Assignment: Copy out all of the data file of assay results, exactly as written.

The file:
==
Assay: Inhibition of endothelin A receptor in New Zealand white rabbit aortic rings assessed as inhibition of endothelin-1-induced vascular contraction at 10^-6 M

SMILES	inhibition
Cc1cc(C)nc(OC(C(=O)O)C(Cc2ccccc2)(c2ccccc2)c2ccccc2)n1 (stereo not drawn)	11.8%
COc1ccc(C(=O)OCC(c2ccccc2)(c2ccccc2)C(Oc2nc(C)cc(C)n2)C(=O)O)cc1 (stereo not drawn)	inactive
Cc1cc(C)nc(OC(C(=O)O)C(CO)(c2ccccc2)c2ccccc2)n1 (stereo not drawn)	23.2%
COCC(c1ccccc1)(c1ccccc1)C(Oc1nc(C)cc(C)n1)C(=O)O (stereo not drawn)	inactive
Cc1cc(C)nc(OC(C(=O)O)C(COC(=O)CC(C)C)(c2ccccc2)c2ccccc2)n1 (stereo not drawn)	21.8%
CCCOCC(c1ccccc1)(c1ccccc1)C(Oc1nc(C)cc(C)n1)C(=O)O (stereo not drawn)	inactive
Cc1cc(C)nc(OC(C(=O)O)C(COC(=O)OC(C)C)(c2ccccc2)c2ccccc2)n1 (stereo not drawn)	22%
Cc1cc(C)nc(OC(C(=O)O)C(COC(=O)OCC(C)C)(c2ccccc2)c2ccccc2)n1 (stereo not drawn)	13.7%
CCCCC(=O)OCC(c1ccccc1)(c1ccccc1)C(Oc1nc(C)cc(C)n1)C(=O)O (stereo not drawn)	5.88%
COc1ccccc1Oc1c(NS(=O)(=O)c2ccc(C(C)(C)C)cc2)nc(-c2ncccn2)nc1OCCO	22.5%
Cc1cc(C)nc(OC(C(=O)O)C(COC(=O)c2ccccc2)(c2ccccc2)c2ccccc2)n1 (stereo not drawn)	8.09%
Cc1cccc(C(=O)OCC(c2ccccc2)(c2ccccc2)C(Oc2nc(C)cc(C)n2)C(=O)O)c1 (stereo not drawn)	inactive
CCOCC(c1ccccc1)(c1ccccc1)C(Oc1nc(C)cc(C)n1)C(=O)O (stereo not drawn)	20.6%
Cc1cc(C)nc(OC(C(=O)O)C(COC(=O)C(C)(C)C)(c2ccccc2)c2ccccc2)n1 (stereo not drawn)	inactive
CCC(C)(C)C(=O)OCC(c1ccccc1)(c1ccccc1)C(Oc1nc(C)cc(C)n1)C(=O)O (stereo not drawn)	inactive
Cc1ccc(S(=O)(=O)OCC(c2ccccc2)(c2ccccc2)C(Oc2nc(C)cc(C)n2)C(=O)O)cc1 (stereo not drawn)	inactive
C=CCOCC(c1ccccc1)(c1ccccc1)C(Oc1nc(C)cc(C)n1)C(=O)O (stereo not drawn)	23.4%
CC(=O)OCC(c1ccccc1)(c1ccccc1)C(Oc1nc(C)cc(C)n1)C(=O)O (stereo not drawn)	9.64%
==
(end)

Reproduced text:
Assay: Inhibition of endothelin A receptor in New Zealand white rabbit aortic rings assessed as inhibition of endothelin-1-induced vascular contraction at 10^-6 M

SMILES	inhibition
Cc1cc(C)nc(OC(C(=O)O)C(Cc2ccccc2)(c2ccccc2)c2ccccc2)n1 (stereo not drawn)	11.8%
COc1ccc(C(=O)OCC(c2ccccc2)(c2ccccc2)C(Oc2nc(C)cc(C)n2)C(=O)O)cc1 (stereo not drawn)	inactive
Cc1cc(C)nc(OC(C(=O)O)C(CO)(c2ccccc2)c2ccccc2)n1 (stereo not drawn)	23.2%
COCC(c1ccccc1)(c1ccccc1)C(Oc1nc(C)cc(C)n1)C(=O)O (stereo not drawn)	inactive
Cc1cc(C)nc(OC(C(=O)O)C(COC(=O)CC(C)C)(c2ccccc2)c2ccccc2)n1 (stereo not drawn)	21.8%
CCCOCC(c1ccccc1)(c1ccccc1)C(Oc1nc(C)cc(C)n1)C(=O)O (stereo not drawn)	inactive
Cc1cc(C)nc(OC(C(=O)O)C(COC(=O)OC(C)C)(c2ccccc2)c2ccccc2)n1 (stereo not drawn)	22%
Cc1cc(C)nc(OC(C(=O)O)C(COC(=O)OCC(C)C)(c2ccccc2)c2ccccc2)n1 (stereo not drawn)	13.7%
CCCCC(=O)OCC(c1ccccc1)(c1ccccc1)C(Oc1nc(C)cc(C)n1)C(=O)O (stereo not drawn)	5.88%
COc1ccccc1Oc1c(NS(=O)(=O)c2ccc(C(C)(C)C)cc2)nc(-c2ncccn2)nc1OCCO	22.5%
Cc1cc(C)nc(OC(C(=O)O)C(COC(=O)c2ccccc2)(c2ccccc2)c2ccccc2)n1 (stereo not drawn)	8.09%
Cc1cccc(C(=O)OCC(c2ccccc2)(c2ccccc2)C(Oc2nc(C)cc(C)n2)C(=O)O)c1 (stereo not drawn)	inactive
CCOCC(c1ccccc1)(c1ccccc1)C(Oc1nc(C)cc(C)n1)C(=O)O (stereo not drawn)	20.6%
Cc1cc(C)nc(OC(C(=O)O)C(COC(=O)C(C)(C)C)(c2ccccc2)c2ccccc2)n1 (stereo not drawn)	inactive
CCC(C)(C)C(=O)OCC(c1ccccc1)(c1ccccc1)C(Oc1nc(C)cc(C)n1)C(=O)O (stereo not drawn)	inactive
Cc1ccc(S(=O)(=O)OCC(c2ccccc2)(c2ccccc2)C(Oc2nc(C)cc(C)n2)C(=O)O)cc1 (stereo not drawn)	inactive
C=CCOCC(c1ccccc1)(c1ccccc1)C(Oc1nc(C)cc(C)n1)C(=O)O (stereo not drawn)	23.4%
CC(=O)OCC(c1ccccc1)(c1ccccc1)C(Oc1nc(C)cc(C)n1)C(=O)O (stereo not drawn)	9.64%